But the current crisis is taking place in a world of nontraditional nuclear and cyber technology. As competing regional powers strive for comparable threshold capacity, the nonproliferation regime in the Middle East may crumble. If nuclear weapons become established, a catastrophic outcome is nearly inevitable. A strategy of pre-emption is inherent in the nuclear technology. The U.S. must be determined to prevent such an outcome and apply the principle of nonproliferation to all nuclear aspirants in the region.

Too much of our public debate deals with tactical expedients. What we need is a strategic concept and to establish priorities on the following principles:

So long as ISIS survives and remains in control of a geographically defined territory, it will compound all Middle East tensions. Threatening all sides and projecting its goals beyond the region, it freezes existing positions or tempts outside efforts to achieve imperial jihadist designs. The destruction of ISIS is more urgent than the overthrow of Bashar Assad, who has already lost over half of the area he once controlled. Making sure that this territory does not become a permanent terrorist haven must have precedence. The current inconclusive U.S. military effort risks serving as a recruitment vehicle for ISIS as having stood up to American might.
The U.S. has already acquiesced in a Russian military role. Painful as this is to the architects of the 1973 system, attention in the Middle East must remain focused on essentials. And there exist compatible objectives. In a choice among strategies, it is preferable for ISIS-held territory to be reconquered either by moderate Sunni forces or outside powers than by Iranian jihadist or imperial forces. For Russia, limiting its military role to the anti-ISIS campaign may avoid a return to Cold War conditions with the U.S.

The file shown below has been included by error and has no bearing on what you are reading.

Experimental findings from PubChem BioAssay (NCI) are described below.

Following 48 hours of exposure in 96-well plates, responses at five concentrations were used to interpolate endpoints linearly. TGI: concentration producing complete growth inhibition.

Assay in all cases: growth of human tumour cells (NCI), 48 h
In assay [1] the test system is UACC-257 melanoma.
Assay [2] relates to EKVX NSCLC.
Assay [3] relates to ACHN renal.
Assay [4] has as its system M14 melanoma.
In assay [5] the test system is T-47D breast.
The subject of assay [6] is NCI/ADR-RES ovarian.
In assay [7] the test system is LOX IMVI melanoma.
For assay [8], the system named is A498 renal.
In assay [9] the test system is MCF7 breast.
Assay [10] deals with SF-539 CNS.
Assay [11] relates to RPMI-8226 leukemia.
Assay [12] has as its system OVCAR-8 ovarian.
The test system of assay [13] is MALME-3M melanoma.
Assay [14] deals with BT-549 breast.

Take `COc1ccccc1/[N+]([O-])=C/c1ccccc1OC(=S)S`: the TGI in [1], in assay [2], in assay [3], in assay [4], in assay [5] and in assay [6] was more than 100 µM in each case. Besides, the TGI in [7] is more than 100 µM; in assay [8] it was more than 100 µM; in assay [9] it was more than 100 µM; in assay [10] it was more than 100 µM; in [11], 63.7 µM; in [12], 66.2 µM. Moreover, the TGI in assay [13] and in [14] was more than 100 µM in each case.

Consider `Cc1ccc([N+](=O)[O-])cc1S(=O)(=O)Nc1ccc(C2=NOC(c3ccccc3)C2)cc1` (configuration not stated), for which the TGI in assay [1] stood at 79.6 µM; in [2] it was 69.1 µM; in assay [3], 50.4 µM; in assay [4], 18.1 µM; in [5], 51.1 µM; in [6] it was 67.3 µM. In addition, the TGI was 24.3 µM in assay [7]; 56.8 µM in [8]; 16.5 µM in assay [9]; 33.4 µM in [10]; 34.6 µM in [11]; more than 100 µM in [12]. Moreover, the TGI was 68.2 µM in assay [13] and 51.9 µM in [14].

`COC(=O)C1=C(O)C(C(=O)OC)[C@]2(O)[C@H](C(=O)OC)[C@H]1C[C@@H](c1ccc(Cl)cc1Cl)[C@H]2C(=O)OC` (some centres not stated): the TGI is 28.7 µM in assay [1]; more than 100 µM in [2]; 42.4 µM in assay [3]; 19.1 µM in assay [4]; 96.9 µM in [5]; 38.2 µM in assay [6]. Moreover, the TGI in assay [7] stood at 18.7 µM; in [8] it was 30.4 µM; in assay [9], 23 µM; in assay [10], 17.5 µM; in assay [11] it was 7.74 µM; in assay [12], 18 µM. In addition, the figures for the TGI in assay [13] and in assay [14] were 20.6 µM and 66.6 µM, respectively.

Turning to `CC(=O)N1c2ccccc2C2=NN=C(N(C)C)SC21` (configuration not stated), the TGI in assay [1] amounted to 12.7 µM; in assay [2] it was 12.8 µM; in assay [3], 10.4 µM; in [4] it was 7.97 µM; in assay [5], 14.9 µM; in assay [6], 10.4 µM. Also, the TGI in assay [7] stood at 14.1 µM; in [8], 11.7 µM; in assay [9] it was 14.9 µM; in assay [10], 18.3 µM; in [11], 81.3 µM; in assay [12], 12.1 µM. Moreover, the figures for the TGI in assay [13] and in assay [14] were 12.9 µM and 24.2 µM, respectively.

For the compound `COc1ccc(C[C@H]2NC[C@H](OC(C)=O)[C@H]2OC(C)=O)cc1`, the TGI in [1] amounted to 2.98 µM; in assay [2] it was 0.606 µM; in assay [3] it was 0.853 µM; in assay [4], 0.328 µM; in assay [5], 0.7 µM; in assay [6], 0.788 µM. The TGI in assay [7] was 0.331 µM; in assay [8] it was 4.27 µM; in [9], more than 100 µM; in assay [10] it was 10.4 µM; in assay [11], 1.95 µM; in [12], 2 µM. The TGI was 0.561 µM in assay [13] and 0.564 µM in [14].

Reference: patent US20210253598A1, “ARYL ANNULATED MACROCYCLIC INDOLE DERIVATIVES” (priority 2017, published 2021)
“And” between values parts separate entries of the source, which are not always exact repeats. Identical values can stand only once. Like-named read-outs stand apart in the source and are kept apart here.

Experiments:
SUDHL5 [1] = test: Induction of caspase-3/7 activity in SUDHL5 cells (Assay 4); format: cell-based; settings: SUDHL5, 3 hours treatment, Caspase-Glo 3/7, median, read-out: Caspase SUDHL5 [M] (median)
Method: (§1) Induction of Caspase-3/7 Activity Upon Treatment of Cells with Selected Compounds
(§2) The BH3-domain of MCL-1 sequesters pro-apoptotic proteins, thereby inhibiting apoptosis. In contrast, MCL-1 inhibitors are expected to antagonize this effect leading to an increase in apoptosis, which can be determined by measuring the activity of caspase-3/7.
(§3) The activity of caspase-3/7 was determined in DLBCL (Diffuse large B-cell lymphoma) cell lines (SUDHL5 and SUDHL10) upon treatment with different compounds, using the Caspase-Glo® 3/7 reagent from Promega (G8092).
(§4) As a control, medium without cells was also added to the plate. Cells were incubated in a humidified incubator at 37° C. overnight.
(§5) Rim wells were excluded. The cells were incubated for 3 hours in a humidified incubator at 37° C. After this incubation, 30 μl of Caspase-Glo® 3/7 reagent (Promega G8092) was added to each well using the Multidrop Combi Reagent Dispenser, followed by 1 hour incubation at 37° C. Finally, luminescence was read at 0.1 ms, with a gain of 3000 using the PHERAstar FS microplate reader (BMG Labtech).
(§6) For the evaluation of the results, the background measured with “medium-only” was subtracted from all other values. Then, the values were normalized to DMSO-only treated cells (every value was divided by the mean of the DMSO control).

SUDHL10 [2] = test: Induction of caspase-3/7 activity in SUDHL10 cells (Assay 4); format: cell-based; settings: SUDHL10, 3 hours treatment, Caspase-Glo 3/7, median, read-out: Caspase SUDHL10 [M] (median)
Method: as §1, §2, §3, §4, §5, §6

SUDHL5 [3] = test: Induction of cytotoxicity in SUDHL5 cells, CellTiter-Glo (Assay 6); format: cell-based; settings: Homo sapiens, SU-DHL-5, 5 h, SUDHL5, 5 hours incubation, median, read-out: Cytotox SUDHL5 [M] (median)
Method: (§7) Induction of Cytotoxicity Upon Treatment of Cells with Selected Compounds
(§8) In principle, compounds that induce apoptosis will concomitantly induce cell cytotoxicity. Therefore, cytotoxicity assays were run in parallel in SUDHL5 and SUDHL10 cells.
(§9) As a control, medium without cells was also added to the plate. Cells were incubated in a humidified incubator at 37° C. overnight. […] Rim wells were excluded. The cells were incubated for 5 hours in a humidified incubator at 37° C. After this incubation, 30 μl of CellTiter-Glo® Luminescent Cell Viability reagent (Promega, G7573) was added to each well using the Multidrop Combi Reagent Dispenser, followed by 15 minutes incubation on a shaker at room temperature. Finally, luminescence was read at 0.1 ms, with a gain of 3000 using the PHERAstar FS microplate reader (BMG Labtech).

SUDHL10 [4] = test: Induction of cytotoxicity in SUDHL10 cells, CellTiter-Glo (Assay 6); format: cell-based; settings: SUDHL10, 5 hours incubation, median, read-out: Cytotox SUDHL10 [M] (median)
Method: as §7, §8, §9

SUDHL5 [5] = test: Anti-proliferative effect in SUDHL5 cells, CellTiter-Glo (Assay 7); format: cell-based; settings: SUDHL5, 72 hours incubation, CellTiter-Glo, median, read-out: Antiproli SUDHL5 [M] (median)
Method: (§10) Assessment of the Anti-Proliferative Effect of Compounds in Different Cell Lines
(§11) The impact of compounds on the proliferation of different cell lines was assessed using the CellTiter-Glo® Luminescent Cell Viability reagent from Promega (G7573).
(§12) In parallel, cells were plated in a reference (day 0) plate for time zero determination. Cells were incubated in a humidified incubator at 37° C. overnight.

The reconquered territories should be restored to the local Sunni rule that existed there before the disintegration of both Iraqi and Syrian sovereignty. The sovereign states of the Arabian Peninsula, as well as Egypt and Jordan, should play a principal role in that evolution. After the resolution of its constitutional crisis, Turkey could contribute creatively to such a process.
As the terrorist region is being dismantled and brought under nonradical political control, the future of the Syrian state should be dealt with concurrently. A federal structure could then be built between the Alawite and Sunni portions. If the Alawite regions become part of a Syrian federal system, a context will exist for the role of Mr. Assad, which reduces the risks of genocide or chaos leading to terrorist triumph.